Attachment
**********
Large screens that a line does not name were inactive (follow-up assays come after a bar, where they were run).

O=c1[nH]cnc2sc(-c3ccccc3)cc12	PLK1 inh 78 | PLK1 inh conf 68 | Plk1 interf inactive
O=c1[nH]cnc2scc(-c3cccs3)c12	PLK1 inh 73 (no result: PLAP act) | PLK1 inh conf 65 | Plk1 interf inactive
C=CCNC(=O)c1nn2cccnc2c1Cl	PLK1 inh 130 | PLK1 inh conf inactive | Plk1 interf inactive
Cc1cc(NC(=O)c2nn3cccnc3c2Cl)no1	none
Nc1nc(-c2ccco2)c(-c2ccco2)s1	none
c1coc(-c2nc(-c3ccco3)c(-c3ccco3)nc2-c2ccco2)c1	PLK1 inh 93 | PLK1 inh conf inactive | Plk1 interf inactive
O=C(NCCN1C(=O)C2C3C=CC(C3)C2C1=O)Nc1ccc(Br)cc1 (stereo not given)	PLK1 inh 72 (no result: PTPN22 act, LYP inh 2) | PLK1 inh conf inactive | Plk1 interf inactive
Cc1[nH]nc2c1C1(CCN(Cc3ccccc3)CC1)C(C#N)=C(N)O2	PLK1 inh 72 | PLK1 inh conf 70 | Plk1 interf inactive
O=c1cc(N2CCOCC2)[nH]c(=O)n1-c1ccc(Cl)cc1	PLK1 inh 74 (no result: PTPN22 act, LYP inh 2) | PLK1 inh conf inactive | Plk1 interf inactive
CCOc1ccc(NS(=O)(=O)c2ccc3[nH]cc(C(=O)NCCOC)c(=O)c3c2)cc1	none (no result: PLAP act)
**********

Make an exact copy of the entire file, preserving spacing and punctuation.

Large screens that a line does not name were inactive (follow-up assays come after a bar, where they were run).

O=c1[nH]cnc2sc(-c3ccccc3)cc12	PLK1 inh 78 | PLK1 inh conf 68 | Plk1 interf inactive
O=c1[nH]cnc2scc(-c3cccs3)c12	PLK1 inh 73 (no result: PLAP act) | PLK1 inh conf 65 | Plk1 interf inactive
C=CCNC(=O)c1nn2cccnc2c1Cl	PLK1 inh 130 | PLK1 inh conf inactive | Plk1 interf inactive
Cc1cc(NC(=O)c2nn3cccnc3c2Cl)no1	none
Nc1nc(-c2ccco2)c(-c2ccco2)s1	none
c1coc(-c2nc(-c3ccco3)c(-c3ccco3)nc2-c2ccco2)c1	PLK1 inh 93 | PLK1 inh conf inactive | Plk1 interf inactive
O=C(NCCN1C(=O)C2C3C=CC(C3)C2C1=O)Nc1ccc(Br)cc1 (stereo not given)	PLK1 inh 72 (no result: PTPN22 act, LYP inh 2) | PLK1 inh conf inactive | Plk1 interf inactive
Cc1[nH]nc2c1C1(CCN(Cc3ccccc3)CC1)C(C#N)=C(N)O2	PLK1 inh 72 | PLK1 inh conf 70 | Plk1 interf inactive
O=c1cc(N2CCOCC2)[nH]c(=O)n1-c1ccc(Cl)cc1	PLK1 inh 74 (no result: PTPN22 act, LYP inh 2) | PLK1 inh conf inactive | Plk1 interf inactive
CCOc1ccc(NS(=O)(=O)c2ccc3[nH]cc(C(=O)NCCOC)c(=O)c3c2)cc1	none (no result: PLAP act)